Construction of Polycrystalline Morphologies: A Case Study for C60 and Pentacene


DPG Frühjahrstagung der Sektion Kondensierte Materie (SKM) | event contribution
March 23, 2017 | Dresden, Germany

Based on the processing conditions, the morphology of small-molecule organic semiconducting materials can be varied from highly ordered single crystals to polycrystalline and amorphous. Also grain shapes vary from spherical, platelets, or rod-like. Differences in the morphology affect the energy landscape and, thus, the macroscopic charge transport behavior of the film. We present a nucleation-equilibration approach for the construction of morphologies with gradually varying degree of structural ordering. Based on geometrical considerations, the computational requirements are low enabling the construction of systems of experimentally relevant sizes. Application is demonstrated for C60 and pentacene structures varying from almost amorphous to highly ordered phases. We will also discuss the impact of morphologies on charge transport.


Authors

Construction of Polycrystalline Morphologies: A Case Study for C60 and Pentacene


DPG Frühjahrstagung der Sektion Kondensierte Materie (SKM) | event contribution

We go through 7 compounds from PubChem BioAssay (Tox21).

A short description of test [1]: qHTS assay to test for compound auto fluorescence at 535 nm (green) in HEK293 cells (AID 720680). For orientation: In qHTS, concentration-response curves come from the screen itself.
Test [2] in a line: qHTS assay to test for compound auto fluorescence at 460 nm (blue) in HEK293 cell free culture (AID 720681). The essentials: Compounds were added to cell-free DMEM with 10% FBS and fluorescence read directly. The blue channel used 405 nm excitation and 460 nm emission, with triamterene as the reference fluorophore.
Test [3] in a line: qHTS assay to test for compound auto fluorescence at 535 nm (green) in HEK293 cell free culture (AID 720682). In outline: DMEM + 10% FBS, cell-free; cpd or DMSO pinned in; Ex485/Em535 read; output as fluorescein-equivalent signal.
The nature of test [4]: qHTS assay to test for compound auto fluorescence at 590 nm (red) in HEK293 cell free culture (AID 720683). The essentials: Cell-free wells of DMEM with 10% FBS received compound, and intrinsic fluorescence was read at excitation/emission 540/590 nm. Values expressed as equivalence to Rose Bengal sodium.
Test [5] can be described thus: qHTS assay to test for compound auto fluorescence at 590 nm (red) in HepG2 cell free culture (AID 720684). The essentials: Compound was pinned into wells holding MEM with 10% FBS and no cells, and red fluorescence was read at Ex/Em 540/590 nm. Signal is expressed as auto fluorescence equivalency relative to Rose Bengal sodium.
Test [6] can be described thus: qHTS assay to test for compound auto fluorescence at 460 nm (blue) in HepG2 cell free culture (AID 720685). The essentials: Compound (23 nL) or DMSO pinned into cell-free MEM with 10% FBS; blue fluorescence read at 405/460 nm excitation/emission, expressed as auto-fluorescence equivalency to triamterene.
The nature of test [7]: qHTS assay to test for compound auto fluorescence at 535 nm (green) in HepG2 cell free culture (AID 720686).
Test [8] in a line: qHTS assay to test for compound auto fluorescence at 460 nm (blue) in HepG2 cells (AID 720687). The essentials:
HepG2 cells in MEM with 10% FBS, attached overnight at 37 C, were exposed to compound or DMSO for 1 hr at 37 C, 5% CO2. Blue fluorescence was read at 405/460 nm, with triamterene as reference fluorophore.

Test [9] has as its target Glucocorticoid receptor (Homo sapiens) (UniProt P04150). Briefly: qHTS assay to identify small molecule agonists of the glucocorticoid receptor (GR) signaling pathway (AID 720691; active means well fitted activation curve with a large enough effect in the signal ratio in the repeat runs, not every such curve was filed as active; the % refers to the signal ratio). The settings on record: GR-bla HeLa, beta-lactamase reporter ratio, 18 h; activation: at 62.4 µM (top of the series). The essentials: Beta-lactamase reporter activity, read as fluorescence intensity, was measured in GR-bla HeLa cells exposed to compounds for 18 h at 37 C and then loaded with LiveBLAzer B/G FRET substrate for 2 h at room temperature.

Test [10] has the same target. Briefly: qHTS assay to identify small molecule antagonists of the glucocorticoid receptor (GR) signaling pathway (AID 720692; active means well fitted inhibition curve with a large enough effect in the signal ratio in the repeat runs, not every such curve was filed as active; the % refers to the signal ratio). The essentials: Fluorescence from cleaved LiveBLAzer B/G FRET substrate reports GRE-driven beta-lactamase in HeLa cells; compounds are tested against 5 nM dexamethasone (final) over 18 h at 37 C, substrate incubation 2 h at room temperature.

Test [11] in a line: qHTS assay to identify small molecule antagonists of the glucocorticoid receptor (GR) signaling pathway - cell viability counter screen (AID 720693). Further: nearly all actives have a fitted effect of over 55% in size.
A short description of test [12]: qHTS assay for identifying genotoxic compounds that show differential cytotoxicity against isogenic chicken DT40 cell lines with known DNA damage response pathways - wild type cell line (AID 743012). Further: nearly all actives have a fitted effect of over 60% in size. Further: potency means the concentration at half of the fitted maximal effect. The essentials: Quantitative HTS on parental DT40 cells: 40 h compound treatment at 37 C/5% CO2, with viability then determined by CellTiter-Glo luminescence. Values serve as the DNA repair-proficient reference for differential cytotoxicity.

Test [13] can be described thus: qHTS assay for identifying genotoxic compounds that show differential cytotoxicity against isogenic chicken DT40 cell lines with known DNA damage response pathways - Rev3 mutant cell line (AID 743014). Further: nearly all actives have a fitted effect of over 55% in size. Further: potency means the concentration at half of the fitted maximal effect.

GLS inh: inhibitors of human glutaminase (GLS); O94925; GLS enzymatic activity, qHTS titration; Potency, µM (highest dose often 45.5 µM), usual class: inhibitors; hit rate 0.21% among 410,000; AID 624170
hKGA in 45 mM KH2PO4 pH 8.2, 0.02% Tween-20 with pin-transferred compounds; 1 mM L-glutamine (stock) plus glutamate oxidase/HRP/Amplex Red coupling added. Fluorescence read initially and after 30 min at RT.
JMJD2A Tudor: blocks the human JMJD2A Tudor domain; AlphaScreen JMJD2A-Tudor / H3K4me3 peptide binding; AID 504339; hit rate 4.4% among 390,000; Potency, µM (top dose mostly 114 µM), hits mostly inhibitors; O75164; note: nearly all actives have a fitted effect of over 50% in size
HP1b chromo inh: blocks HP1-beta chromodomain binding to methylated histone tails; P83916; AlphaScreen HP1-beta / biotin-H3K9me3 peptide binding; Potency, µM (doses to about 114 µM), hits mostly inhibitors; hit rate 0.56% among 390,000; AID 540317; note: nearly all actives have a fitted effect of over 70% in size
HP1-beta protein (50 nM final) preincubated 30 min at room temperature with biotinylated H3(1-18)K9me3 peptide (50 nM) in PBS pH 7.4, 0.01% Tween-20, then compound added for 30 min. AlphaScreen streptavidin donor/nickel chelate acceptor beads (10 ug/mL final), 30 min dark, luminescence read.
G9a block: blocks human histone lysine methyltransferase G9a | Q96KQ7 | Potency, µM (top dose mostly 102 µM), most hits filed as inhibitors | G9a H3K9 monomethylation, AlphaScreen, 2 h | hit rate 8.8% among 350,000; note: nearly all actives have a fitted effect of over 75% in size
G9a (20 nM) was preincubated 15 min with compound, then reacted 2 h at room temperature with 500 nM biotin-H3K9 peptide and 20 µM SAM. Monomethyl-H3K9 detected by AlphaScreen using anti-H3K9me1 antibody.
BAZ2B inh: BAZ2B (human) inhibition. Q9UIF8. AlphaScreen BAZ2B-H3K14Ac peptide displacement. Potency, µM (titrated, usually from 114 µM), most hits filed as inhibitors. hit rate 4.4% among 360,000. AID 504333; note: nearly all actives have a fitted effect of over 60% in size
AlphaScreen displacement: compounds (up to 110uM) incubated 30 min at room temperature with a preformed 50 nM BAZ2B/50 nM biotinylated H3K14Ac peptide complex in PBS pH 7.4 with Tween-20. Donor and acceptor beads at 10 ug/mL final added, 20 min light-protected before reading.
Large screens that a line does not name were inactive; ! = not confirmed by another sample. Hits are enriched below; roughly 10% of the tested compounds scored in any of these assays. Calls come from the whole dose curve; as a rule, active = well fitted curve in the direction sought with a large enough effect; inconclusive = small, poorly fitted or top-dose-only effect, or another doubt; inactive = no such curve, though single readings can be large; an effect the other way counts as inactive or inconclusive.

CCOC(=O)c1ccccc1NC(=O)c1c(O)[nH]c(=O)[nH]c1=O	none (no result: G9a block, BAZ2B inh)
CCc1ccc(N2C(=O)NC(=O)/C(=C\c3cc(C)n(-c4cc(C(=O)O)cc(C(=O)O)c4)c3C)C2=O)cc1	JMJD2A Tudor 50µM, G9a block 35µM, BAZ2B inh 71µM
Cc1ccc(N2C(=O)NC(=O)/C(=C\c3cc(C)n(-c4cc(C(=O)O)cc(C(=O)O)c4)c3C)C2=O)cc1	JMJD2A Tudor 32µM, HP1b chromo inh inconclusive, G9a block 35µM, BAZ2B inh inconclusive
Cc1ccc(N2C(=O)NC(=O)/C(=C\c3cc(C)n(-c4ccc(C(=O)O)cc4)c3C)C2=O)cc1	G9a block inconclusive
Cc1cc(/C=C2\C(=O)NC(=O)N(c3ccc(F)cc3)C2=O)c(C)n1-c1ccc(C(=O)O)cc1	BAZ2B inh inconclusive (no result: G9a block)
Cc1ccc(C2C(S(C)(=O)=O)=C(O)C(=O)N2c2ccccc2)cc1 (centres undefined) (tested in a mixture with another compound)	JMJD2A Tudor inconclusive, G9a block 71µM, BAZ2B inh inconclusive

March 23, 2017 | Dresden, Germany

Based on the processing conditions, the morphology of small-molecule organic semiconducting materials can be varied from highly ordered single crystals to polycrystalline and amorphous. Also grain shapes vary from spherical, platelets, or rod-like. Differences in the morphology affect the energy landscape and, thus, the macroscopic charge transport behavior of the film. We present a nucleation-equilibration approach for the construction of morphologies with gradually varying degree of structural ordering. Based on geometrical considerations, the computational requirements are low enabling the construction of systems of experimentally relevant sizes. Application is demonstrated for C60 and pentacene structures varying from almost amorphous to highly ordered phases. We will also discuss the impact of morphologies on charge transport.


Authors